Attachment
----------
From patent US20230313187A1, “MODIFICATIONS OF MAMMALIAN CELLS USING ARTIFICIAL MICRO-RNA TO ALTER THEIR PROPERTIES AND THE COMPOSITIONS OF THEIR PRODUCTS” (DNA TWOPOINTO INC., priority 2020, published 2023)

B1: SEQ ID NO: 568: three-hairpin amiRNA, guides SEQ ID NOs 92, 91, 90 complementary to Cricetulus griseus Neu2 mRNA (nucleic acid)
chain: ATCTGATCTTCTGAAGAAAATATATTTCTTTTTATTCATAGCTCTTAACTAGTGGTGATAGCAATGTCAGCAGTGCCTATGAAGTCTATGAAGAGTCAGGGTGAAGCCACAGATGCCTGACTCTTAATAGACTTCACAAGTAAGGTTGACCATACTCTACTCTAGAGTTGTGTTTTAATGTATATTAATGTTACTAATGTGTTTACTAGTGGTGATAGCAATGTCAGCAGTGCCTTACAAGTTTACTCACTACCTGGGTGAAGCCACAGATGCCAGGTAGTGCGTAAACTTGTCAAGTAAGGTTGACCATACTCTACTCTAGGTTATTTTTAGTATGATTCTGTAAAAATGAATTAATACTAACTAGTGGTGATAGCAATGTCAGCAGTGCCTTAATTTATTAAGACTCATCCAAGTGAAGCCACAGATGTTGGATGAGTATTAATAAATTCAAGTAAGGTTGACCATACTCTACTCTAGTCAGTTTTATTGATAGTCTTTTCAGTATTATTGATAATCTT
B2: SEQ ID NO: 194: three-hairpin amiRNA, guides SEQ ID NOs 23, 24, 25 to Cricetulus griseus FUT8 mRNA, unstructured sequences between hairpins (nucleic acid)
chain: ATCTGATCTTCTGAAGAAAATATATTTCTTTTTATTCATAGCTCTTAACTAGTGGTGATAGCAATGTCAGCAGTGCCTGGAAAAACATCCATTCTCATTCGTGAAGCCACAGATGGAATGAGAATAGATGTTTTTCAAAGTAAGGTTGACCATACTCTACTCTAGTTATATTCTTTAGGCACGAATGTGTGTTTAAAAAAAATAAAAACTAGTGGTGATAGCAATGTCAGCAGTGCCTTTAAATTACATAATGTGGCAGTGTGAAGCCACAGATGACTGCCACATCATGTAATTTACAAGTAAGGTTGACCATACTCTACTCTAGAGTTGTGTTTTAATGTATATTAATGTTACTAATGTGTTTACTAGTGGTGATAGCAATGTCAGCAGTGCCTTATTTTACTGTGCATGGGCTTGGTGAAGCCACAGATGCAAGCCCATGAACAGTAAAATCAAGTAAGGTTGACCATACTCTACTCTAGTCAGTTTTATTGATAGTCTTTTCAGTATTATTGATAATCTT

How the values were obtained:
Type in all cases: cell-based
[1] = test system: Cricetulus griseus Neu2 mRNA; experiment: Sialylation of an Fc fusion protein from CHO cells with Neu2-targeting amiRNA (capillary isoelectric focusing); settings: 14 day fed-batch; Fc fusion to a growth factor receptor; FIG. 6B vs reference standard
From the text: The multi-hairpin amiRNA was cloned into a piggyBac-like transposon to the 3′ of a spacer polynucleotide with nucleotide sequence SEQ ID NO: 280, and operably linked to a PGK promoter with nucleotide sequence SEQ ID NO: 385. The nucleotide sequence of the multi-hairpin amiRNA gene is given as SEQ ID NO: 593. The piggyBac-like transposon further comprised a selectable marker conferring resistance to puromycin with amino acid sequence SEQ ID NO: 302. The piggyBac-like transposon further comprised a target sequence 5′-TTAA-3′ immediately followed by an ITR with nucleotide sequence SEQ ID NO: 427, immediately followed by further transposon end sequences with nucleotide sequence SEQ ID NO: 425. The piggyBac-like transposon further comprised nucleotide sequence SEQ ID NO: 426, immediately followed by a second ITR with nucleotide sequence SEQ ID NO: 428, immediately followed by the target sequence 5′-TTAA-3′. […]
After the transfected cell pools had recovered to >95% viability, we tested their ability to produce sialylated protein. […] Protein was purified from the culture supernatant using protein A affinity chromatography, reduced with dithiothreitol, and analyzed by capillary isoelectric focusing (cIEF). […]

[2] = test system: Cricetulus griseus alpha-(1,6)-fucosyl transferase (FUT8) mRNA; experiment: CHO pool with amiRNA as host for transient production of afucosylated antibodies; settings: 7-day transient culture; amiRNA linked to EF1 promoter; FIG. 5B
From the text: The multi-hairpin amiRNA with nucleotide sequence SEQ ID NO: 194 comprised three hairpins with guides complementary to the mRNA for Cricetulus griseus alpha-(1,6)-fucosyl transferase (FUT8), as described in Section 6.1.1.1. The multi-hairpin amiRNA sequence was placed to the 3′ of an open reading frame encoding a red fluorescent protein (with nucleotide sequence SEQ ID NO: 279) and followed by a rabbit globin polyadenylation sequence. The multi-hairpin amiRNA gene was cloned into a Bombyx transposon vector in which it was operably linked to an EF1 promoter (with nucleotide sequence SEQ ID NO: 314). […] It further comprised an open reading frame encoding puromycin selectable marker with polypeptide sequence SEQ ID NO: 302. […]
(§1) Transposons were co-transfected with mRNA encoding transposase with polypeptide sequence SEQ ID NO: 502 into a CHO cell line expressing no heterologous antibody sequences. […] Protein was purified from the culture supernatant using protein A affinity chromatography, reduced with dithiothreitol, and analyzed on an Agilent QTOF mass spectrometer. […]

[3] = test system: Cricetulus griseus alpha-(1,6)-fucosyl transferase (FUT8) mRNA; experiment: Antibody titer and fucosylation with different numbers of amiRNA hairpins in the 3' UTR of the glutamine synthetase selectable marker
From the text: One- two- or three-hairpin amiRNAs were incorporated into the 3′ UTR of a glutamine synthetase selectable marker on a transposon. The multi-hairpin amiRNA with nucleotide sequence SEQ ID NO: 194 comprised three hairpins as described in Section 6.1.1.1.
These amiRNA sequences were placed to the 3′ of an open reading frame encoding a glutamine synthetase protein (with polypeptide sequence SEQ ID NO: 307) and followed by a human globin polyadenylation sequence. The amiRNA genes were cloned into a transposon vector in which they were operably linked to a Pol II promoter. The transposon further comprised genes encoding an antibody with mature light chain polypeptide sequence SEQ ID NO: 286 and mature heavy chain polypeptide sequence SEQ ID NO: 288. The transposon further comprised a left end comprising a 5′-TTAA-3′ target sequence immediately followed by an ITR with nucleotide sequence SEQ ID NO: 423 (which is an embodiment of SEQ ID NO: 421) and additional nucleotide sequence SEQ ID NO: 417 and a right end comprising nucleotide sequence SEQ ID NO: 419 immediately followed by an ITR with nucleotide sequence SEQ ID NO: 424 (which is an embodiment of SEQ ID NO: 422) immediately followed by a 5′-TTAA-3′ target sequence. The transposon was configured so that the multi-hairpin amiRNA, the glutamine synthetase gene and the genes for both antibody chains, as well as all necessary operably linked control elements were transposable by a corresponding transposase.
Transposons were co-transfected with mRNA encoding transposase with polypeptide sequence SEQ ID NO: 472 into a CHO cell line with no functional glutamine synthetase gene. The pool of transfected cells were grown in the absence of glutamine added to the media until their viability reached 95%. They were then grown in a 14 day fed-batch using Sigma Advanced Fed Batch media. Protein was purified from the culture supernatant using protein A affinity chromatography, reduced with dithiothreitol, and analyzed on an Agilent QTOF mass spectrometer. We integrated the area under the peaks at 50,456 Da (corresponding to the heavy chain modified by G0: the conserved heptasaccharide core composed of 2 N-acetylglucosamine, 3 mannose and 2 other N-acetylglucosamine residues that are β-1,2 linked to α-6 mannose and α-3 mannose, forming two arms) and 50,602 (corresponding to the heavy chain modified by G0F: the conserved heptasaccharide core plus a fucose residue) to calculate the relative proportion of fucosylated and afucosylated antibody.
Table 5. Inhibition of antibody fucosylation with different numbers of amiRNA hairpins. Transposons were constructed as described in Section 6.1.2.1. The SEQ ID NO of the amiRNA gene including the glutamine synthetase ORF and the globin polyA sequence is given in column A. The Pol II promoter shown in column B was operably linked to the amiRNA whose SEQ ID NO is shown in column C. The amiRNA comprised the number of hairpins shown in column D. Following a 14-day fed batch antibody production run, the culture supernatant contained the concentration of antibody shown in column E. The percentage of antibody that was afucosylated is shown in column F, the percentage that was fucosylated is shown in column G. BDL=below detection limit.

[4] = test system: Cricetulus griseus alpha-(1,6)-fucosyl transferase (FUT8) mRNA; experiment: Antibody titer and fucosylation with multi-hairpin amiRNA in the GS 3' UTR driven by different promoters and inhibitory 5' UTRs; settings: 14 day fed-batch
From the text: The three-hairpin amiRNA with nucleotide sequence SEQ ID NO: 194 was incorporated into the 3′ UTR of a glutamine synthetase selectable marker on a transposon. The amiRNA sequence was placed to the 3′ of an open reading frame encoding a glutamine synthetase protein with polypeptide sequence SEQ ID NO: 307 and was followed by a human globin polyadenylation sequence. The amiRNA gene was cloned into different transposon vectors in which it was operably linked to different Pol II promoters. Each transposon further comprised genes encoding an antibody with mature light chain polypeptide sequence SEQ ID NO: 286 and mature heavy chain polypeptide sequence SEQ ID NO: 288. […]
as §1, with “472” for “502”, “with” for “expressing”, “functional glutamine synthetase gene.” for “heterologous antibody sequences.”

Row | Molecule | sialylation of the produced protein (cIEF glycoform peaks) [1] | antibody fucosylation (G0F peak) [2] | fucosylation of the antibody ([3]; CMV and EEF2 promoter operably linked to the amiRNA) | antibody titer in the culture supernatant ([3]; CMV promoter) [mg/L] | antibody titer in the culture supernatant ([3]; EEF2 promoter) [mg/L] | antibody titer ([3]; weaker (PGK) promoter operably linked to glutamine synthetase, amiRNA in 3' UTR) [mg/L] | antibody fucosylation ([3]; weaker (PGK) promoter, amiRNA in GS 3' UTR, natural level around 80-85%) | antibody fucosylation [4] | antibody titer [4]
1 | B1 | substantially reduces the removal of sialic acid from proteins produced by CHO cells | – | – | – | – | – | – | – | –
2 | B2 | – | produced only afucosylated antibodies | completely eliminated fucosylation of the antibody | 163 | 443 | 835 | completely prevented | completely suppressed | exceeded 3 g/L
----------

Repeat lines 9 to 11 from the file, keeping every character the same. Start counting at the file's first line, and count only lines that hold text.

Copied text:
From the text: The multi-hairpin amiRNA was cloned into a piggyBac-like transposon to the 3′ of a spacer polynucleotide with nucleotide sequence SEQ ID NO: 280, and operably linked to a PGK promoter with nucleotide sequence SEQ ID NO: 385. The nucleotide sequence of the multi-hairpin amiRNA gene is given as SEQ ID NO: 593. The piggyBac-like transposon further comprised a selectable marker conferring resistance to puromycin with amino acid sequence SEQ ID NO: 302. The piggyBac-like transposon further comprised a target sequence 5′-TTAA-3′ immediately followed by an ITR with nucleotide sequence SEQ ID NO: 427, immediately followed by further transposon end sequences with nucleotide sequence SEQ ID NO: 425. The piggyBac-like transposon further comprised nucleotide sequence SEQ ID NO: 426, immediately followed by a second ITR with nucleotide sequence SEQ ID NO: 428, immediately followed by the target sequence 5′-TTAA-3′. […]
After the transfected cell pools had recovered to >95% viability, we tested their ability to produce sialylated protein. […] Protein was purified from the culture supernatant using protein A affinity chromatography, reduced with dithiothreitol, and analyzed by capillary isoelectric focusing (cIEF). […]

[2] = test system: Cricetulus griseus alpha-(1,6)-fucosyl transferase (FUT8) mRNA; experiment: CHO pool with amiRNA as host for transient production of afucosylated antibodies; settings: 7-day transient culture; amiRNA linked to EF1 promoter; FIG. 5B